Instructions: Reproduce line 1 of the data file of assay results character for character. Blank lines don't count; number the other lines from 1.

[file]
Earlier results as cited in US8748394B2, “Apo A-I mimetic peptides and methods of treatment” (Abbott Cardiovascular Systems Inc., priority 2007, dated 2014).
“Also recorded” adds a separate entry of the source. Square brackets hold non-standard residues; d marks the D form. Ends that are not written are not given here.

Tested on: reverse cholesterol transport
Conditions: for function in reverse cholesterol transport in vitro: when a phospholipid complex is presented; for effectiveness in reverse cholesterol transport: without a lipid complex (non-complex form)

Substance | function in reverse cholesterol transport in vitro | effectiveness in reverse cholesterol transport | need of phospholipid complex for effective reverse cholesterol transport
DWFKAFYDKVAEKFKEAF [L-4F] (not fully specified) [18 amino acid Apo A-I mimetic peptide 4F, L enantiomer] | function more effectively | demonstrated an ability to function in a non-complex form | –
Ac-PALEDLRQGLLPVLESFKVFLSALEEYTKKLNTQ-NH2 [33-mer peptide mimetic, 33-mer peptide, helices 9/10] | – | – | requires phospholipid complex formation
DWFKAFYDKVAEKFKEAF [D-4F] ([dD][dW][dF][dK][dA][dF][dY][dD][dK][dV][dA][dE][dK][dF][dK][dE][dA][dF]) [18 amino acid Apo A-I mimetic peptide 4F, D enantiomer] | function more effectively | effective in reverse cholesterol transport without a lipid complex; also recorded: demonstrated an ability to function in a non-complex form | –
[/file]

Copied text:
Earlier results as cited in US8748394B2, “Apo A-I mimetic peptides and methods of treatment” (Abbott Cardiovascular Systems Inc., priority 2007, dated 2014).